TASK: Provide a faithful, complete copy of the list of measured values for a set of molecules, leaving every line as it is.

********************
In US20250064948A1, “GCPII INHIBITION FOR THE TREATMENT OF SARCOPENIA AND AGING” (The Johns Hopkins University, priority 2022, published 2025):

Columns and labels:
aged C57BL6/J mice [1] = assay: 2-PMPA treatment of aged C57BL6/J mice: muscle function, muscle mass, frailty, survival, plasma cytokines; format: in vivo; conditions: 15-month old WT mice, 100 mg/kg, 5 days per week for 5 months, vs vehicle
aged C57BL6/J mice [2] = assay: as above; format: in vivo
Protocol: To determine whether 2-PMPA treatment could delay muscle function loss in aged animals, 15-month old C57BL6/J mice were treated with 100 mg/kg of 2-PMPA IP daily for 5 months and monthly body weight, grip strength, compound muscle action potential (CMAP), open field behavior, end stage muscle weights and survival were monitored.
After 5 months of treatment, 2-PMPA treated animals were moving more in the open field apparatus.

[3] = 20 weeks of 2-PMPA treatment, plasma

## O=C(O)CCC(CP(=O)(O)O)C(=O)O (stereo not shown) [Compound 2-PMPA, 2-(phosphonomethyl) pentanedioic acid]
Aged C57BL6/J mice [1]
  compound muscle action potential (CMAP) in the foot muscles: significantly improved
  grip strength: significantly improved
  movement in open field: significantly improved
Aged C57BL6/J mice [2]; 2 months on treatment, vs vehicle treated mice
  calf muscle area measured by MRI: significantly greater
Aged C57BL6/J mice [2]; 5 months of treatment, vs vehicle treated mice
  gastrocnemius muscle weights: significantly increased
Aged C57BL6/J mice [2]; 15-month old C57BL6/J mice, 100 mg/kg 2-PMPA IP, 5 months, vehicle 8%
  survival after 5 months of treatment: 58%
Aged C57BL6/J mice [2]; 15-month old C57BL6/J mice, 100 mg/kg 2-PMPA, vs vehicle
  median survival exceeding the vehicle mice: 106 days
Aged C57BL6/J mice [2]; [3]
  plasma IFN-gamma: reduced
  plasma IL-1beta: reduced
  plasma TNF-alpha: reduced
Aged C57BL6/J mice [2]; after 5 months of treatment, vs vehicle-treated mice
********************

In US20250064948A1, “GCPII INHIBITION FOR THE TREATMENT OF SARCOPENIA AND AGING” (The Johns Hopkins University, priority 2022, published 2025):

Columns and labels:
aged C57BL6/J mice [1] = assay: 2-PMPA treatment of aged C57BL6/J mice: muscle function, muscle mass, frailty, survival, plasma cytokines; format: in vivo; conditions: 15-month old WT mice, 100 mg/kg, 5 days per week for 5 months, vs vehicle
aged C57BL6/J mice [2] = assay: as above; format: in vivo
Protocol: To determine whether 2-PMPA treatment could delay muscle function loss in aged animals, 15-month old C57BL6/J mice were treated with 100 mg/kg of 2-PMPA IP daily for 5 months and monthly body weight, grip strength, compound muscle action potential (CMAP), open field behavior, end stage muscle weights and survival were monitored.
After 5 months of treatment, 2-PMPA treated animals were moving more in the open field apparatus.

[3] = 20 weeks of 2-PMPA treatment, plasma

## O=C(O)CCC(CP(=O)(O)O)C(=O)O (stereo not shown) [Compound 2-PMPA, 2-(phosphonomethyl) pentanedioic acid]
Aged C57BL6/J mice [1]
  compound muscle action potential (CMAP) in the foot muscles: significantly improved
  grip strength: significantly improved
  movement in open field: significantly improved
Aged C57BL6/J mice [2]; 2 months on treatment, vs vehicle treated mice
  calf muscle area measured by MRI: significantly greater
Aged C57BL6/J mice [2]; 5 months of treatment, vs vehicle treated mice
  gastrocnemius muscle weights: significantly increased
Aged C57BL6/J mice [2]; 15-month old C57BL6/J mice, 100 mg/kg 2-PMPA IP, 5 months, vehicle 8%
  survival after 5 months of treatment: 58%
Aged C57BL6/J mice [2]; 15-month old C57BL6/J mice, 100 mg/kg 2-PMPA, vs vehicle
  median survival exceeding the vehicle mice: 106 days
Aged C57BL6/J mice [2]; [3]
  plasma IFN-gamma: reduced
  plasma IL-1beta: reduced
  plasma TNF-alpha: reduced
Aged C57BL6/J mice [2]; after 5 months of treatment, vs vehicle-treated mice